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A key U.S. Senate panel has cleared a bill that could bring financial firms a significant chunk of the regulatory relief they've sought since the Dodd-Frank Act became law in 2010.

Bipartisan legislation advanced Tuesday by the Senate Banking Committee would revise many parts of the sweeping 2010 overhaul, particularly those pertaining to small and regional banks. It would free midsize lenders from some of the strictest post-crisis oversight and cut compliance costs for community banks. It also includes some tweaks that Wall Street has sought, including a change to how banks classify municipal bonds.

The bill, sponsored by Sen. Mike Crapo, R-Idaho, the banking panel's chairman, has backing from several Democrats. That support from across the aisle means the proposal represents the financial industry's best hope in years of dialing back rules.

Tuesday's vote moves the bill to the full Senate, where it will need to gain approval before it can be merged with a measure from the U.S. House. Rep. Jeb Hensarling, the Texas Republican who leads the Financial Services Committee, has won House passage of legislation that goes far beyond Crapo's in making changes to Dodd-Frank, such as gutting the Consumer Financial Protection Bureau and repealing Volcker Rule trading restrictions. Democrats who signed onto Crapo's bill would unlikely agree with Hensarling's changes, which passed the House in a party-line vote.

The Senate bill would raise to $250 billion from $50 billion the asset threshold for banks to be subjected to stricter Federal Reserve supervision for systemically important financial institutions. American Express Co., BB&T Corp., KeyCorp and other companies freed from the higher compliance costs associated with being deemed too big to fail would still be subject to some Fed requirements, such as stress tests to assess whether they can endure severe economic slumps.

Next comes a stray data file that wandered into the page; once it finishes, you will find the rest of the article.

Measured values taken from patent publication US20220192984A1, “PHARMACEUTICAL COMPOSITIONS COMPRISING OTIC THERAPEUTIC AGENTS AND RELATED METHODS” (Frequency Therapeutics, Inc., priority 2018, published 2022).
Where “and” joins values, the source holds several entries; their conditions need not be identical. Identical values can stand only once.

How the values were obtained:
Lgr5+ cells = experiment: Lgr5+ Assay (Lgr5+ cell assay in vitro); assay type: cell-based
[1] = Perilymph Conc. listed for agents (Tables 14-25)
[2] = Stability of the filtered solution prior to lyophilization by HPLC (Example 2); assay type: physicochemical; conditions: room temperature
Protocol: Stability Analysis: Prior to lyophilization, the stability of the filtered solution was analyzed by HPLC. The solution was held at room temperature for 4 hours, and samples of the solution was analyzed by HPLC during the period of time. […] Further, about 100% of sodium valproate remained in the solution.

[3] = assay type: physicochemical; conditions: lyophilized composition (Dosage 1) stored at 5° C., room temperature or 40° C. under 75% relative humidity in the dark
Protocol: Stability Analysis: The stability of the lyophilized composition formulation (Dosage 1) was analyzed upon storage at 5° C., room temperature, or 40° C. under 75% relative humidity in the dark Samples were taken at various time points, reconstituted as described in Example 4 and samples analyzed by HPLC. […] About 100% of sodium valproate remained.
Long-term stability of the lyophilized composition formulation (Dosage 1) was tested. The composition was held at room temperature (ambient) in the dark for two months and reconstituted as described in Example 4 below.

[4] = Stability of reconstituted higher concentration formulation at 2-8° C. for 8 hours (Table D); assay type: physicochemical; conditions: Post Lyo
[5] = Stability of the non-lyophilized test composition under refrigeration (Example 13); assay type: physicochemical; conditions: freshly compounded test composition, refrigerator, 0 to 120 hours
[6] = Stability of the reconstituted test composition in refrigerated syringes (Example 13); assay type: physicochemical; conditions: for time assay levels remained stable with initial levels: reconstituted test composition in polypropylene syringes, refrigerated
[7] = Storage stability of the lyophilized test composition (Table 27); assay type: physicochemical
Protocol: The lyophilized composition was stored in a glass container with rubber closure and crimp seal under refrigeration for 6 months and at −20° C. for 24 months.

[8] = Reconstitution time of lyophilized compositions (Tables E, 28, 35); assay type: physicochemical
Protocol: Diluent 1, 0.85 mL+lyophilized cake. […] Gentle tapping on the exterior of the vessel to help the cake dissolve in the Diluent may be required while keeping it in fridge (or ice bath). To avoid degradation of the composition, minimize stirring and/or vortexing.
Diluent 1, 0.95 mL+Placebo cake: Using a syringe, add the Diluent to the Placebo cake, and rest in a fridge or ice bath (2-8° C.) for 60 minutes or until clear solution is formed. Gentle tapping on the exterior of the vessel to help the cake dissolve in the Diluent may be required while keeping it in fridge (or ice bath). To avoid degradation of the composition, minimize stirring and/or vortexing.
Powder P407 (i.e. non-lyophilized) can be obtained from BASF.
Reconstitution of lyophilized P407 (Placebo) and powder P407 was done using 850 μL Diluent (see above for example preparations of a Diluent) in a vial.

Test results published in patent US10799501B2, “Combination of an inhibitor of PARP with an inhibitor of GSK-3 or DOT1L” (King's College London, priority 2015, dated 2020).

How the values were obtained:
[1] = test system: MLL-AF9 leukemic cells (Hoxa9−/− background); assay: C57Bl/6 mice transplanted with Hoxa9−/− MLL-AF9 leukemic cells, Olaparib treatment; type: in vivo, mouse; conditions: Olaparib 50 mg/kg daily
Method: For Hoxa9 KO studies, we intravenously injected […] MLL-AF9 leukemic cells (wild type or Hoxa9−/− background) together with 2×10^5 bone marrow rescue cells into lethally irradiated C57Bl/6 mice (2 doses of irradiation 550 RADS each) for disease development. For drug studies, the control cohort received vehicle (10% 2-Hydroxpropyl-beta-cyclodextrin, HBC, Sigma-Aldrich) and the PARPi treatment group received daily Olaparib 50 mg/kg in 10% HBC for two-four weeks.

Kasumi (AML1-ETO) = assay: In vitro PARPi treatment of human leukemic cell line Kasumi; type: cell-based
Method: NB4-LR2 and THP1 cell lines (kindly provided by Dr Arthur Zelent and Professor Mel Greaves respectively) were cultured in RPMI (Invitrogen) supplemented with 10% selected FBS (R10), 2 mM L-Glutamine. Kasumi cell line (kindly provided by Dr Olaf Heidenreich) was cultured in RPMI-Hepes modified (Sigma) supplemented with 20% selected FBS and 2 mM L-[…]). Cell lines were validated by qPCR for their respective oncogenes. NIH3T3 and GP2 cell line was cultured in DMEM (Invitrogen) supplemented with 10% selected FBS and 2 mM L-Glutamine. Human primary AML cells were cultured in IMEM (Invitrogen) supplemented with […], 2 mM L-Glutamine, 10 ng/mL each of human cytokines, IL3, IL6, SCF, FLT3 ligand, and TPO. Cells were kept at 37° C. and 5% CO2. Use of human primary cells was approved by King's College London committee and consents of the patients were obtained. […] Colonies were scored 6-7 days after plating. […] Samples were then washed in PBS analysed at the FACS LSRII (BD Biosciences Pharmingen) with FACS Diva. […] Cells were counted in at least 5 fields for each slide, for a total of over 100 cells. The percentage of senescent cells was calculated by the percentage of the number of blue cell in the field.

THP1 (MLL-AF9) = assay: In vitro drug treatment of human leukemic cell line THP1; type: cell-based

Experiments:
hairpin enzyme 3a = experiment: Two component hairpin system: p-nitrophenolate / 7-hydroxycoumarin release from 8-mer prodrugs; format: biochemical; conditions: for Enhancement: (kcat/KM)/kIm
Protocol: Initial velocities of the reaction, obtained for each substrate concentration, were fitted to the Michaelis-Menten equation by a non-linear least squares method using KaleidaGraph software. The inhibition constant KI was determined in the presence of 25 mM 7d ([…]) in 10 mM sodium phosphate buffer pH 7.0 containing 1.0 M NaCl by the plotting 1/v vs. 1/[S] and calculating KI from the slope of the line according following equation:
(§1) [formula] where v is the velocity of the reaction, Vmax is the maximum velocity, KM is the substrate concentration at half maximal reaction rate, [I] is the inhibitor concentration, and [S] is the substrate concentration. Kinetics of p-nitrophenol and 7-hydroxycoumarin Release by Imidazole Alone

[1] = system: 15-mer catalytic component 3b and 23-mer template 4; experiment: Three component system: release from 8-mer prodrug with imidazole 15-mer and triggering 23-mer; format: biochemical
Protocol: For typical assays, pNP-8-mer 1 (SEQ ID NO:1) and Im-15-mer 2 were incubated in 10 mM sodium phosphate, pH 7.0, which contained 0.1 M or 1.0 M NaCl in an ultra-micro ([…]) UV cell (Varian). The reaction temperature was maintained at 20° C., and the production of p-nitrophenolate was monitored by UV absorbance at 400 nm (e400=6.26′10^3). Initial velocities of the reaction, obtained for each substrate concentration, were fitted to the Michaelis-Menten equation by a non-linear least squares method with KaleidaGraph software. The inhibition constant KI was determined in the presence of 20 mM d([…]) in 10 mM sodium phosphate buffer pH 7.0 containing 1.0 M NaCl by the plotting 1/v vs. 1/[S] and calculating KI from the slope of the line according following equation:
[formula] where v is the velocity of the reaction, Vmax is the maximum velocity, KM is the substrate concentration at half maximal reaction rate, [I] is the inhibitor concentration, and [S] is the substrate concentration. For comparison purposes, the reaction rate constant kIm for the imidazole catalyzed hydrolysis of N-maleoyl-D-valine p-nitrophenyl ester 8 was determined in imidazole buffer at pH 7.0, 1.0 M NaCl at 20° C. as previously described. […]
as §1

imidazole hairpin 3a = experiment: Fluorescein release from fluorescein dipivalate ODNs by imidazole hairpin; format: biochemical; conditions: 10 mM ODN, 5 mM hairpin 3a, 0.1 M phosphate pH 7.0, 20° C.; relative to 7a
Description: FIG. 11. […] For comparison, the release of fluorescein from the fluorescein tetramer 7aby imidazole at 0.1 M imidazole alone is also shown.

Crapo's legislation also gives firms like JPMorgan Chase & Co. and Citigroup more incentive to invest in municipal bonds by letting them count the securities in required stockpiles of assets that could be sold to provide funding in a crisis. Custodial banks such as State Street Corp. and Bank of New York Mellon Corp. would see relief from some capital requirements.

Under the Senate plan, banks with less than $10 billion in assets would be exempt from the Volcker Rule restrictions on making market bets with their own capital.

Business on 12/06/2017

Print Headline: Bill easing Dodd-Frank bank rules gains bipartisan support in Senate

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